Telstra Payphones Battle Goes To Federal Court

Telstra Payphones Battle Goes To Federal Court

Telstra has taken its city council dispute over the installation of payphones with large billboards to Federal Court as the tel-co giant tries to save both time and money.

Telstra’s general counsel, legal and corporate affairs Carmel Mulhern said the move would help streamline the issue, with the Federal Court set to rule if the new digital billboards fall under the “low-impact facilities” criteria of the Telecommunications Act.

If it does, the billboards would not require regulation by local councils.

Telstra is currently battling the City of Melbourne after it knocked back 81 advertising applications on Telstra’s new giant payphones, with the phone company set to lose millions from the decision.

Off the back of that, the City of Sydney joined Melbourne in the fight against Telstra to stop the telco brand from installing new payphones with advertising display panels around the city.

The City of Sydney said it did not believe Telstra was “entitled” to install or upgrade the payphones, confirming it would continue to look at other options.

A spokesperson from the City of Sydney said in a statement: “The City of Sydney currently has agreements in place with Telstra and JCDecaux for the installation of payphones in our local government area. These agreements are due to expire next year.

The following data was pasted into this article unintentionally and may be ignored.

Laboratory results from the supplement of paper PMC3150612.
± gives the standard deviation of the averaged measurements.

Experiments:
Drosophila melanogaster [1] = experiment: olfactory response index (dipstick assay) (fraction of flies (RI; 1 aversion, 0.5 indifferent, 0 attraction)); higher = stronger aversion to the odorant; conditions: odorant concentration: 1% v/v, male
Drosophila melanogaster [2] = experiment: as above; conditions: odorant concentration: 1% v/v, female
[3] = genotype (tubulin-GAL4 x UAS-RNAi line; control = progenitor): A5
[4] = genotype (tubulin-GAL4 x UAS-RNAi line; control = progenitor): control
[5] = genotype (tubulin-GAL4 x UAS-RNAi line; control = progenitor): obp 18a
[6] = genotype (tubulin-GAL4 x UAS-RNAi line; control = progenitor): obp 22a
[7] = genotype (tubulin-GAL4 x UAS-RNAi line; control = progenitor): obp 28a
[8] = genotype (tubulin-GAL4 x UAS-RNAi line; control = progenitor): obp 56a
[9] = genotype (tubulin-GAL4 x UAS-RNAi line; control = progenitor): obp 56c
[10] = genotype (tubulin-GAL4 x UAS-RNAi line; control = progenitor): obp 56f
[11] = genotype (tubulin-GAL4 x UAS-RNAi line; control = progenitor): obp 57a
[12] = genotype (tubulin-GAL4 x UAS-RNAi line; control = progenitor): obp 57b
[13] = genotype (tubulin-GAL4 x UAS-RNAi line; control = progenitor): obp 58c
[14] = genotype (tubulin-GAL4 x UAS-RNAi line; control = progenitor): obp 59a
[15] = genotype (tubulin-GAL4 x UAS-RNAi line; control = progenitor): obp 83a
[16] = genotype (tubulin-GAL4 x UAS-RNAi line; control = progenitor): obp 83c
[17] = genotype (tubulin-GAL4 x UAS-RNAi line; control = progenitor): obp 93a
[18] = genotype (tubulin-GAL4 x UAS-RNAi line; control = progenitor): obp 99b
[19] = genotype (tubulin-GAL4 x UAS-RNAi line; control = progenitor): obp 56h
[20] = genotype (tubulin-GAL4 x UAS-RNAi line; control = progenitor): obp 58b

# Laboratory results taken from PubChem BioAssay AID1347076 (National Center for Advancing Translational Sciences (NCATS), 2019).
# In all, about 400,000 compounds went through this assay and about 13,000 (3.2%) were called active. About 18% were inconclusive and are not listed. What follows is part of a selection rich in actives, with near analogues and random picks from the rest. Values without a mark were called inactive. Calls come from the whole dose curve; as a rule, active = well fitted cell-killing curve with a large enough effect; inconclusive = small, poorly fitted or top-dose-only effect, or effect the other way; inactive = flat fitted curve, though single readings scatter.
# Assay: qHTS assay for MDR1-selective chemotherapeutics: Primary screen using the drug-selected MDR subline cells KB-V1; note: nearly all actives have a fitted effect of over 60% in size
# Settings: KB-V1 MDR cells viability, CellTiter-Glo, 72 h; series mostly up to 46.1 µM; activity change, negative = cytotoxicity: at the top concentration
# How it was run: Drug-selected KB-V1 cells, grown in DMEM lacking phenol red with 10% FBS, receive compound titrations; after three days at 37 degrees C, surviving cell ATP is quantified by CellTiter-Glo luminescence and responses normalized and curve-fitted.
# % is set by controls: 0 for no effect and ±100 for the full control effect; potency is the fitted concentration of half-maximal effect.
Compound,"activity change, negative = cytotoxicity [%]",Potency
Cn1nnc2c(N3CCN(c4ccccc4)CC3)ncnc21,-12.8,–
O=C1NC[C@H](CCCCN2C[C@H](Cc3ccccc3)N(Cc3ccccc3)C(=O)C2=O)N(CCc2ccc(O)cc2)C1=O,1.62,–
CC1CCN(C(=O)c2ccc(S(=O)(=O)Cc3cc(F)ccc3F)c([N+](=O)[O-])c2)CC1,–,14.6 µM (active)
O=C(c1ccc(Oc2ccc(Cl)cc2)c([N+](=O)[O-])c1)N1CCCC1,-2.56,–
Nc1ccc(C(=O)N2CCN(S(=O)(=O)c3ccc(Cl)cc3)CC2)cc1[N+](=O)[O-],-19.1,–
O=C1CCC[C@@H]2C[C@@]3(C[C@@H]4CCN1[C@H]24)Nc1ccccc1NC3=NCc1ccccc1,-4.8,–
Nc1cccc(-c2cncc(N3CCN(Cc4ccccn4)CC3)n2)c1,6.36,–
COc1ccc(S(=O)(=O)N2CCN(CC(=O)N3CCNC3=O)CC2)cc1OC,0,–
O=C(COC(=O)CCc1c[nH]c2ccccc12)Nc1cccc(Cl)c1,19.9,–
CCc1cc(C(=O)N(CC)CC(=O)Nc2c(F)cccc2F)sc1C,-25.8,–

“Our view is that the new or upgraded payphones are not intended to be designed solely for use as a content and carriage service.”

The payphones are currently being upgraded in a partnership between Telstra and JC Decaux, which could deliver $1 billion in OOH advertising across Australia.

JCDecaux and Telstra argue the upgraded digital panels fall under the federal Telecommunications Act criteria for low-impact facilities, which makes them exempt from state and local council regulation.

Mulhern said: “Because we operate a national payphone network, we think the best path is to ask the Federal Court to decide whether our new payphones are a low impact facility, so we have one judgment that applies across Australia.”

However, the upgrades have been a cause for concern amongst the councils who worry they will not be able to control the billboards or receive any revenue.

The City of Sydney also said it has “serious concerns” over the billboards, claiming it will reduce its “control of footpaths and public spaces” and its “ability to ensure that the design and location of these enlarged payphones doesn’t negatively impact pedestrians or businesses.”

 




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